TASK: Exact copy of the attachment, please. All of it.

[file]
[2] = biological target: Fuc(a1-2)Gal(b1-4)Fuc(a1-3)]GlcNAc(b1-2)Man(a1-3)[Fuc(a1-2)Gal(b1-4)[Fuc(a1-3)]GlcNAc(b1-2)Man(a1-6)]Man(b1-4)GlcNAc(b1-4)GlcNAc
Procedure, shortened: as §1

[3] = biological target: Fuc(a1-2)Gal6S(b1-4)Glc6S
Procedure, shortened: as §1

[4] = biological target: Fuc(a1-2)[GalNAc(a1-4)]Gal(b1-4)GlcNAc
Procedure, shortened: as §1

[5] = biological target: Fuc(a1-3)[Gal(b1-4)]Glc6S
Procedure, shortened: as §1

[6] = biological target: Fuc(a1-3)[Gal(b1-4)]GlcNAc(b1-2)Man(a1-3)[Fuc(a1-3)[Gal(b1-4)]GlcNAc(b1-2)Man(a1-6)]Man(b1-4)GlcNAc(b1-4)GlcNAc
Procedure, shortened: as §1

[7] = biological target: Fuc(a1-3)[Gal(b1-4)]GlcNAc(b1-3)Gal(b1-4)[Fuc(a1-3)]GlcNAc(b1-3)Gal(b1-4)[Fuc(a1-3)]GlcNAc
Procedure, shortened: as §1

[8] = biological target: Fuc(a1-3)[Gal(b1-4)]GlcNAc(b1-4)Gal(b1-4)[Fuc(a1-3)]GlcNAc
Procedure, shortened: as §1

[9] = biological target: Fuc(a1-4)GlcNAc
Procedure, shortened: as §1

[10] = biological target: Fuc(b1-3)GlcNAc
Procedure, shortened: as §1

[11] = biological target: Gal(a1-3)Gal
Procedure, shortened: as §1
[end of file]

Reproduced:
[2] = biological target: Fuc(a1-2)Gal(b1-4)Fuc(a1-3)]GlcNAc(b1-2)Man(a1-3)[Fuc(a1-2)Gal(b1-4)[Fuc(a1-3)]GlcNAc(b1-2)Man(a1-6)]Man(b1-4)GlcNAc(b1-4)GlcNAc
Procedure, shortened: as §1

[3] = biological target: Fuc(a1-2)Gal6S(b1-4)Glc6S
Procedure, shortened: as §1

[4] = biological target: Fuc(a1-2)[GalNAc(a1-4)]Gal(b1-4)GlcNAc
Procedure, shortened: as §1

[5] = biological target: Fuc(a1-3)[Gal(b1-4)]Glc6S
Procedure, shortened: as §1

[6] = biological target: Fuc(a1-3)[Gal(b1-4)]GlcNAc(b1-2)Man(a1-3)[Fuc(a1-3)[Gal(b1-4)]GlcNAc(b1-2)Man(a1-6)]Man(b1-4)GlcNAc(b1-4)GlcNAc
Procedure, shortened: as §1

[7] = biological target: Fuc(a1-3)[Gal(b1-4)]GlcNAc(b1-3)Gal(b1-4)[Fuc(a1-3)]GlcNAc(b1-3)Gal(b1-4)[Fuc(a1-3)]GlcNAc
Procedure, shortened: as §1

[8] = biological target: Fuc(a1-3)[Gal(b1-4)]GlcNAc(b1-4)Gal(b1-4)[Fuc(a1-3)]GlcNAc
Procedure, shortened: as §1

[9] = biological target: Fuc(a1-4)GlcNAc
Procedure, shortened: as §1

[10] = biological target: Fuc(b1-3)GlcNAc
Procedure, shortened: as §1

[11] = biological target: Gal(a1-3)Gal
Procedure, shortened: as §1